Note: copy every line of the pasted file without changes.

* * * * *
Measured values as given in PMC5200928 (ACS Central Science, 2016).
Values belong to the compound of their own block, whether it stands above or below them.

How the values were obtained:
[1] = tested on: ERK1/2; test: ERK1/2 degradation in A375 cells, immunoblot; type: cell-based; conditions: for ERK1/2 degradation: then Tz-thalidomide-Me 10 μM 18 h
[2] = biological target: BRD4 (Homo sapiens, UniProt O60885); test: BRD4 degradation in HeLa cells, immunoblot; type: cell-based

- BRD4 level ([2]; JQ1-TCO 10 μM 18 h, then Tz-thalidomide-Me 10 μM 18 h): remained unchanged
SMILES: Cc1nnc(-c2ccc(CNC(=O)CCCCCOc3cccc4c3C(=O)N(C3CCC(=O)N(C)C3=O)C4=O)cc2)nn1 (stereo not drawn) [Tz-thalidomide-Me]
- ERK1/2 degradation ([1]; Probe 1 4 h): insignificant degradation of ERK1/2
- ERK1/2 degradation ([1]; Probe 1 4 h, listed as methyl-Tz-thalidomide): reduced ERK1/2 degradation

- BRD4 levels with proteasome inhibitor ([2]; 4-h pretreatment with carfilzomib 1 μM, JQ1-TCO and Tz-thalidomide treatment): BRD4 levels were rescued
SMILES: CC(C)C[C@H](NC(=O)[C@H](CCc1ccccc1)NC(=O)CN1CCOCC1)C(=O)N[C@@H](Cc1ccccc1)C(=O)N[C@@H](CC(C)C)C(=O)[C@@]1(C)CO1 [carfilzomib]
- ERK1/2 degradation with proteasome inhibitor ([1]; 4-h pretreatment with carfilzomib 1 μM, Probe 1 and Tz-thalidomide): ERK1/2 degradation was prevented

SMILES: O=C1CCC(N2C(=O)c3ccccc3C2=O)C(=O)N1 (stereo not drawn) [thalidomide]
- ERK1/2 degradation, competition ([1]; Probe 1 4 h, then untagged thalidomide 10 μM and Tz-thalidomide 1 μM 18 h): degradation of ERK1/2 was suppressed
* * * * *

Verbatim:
Measured values as given in PMC5200928 (ACS Central Science, 2016).
Values belong to the compound of their own block, whether it stands above or below them.

How the values were obtained:
[1] = tested on: ERK1/2; test: ERK1/2 degradation in A375 cells, immunoblot; type: cell-based; conditions: for ERK1/2 degradation: then Tz-thalidomide-Me 10 μM 18 h
[2] = biological target: BRD4 (Homo sapiens, UniProt O60885); test: BRD4 degradation in HeLa cells, immunoblot; type: cell-based

- BRD4 level ([2]; JQ1-TCO 10 μM 18 h, then Tz-thalidomide-Me 10 μM 18 h): remained unchanged
SMILES: Cc1nnc(-c2ccc(CNC(=O)CCCCCOc3cccc4c3C(=O)N(C3CCC(=O)N(C)C3=O)C4=O)cc2)nn1 (stereo not drawn) [Tz-thalidomide-Me]
- ERK1/2 degradation ([1]; Probe 1 4 h): insignificant degradation of ERK1/2
- ERK1/2 degradation ([1]; Probe 1 4 h, listed as methyl-Tz-thalidomide): reduced ERK1/2 degradation

- BRD4 levels with proteasome inhibitor ([2]; 4-h pretreatment with carfilzomib 1 μM, JQ1-TCO and Tz-thalidomide treatment): BRD4 levels were rescued
SMILES: CC(C)C[C@H](NC(=O)[C@H](CCc1ccccc1)NC(=O)CN1CCOCC1)C(=O)N[C@@H](Cc1ccccc1)C(=O)N[C@@H](CC(C)C)C(=O)[C@@]1(C)CO1 [carfilzomib]
- ERK1/2 degradation with proteasome inhibitor ([1]; 4-h pretreatment with carfilzomib 1 μM, Probe 1 and Tz-thalidomide): ERK1/2 degradation was prevented

SMILES: O=C1CCC(N2C(=O)c3ccccc3C2=O)C(=O)N1 (stereo not drawn) [thalidomide]
- ERK1/2 degradation, competition ([1]; Probe 1 4 h, then untagged thalidomide 10 μM and Tz-thalidomide 1 μM 18 h): degradation of ERK1/2 was suppressed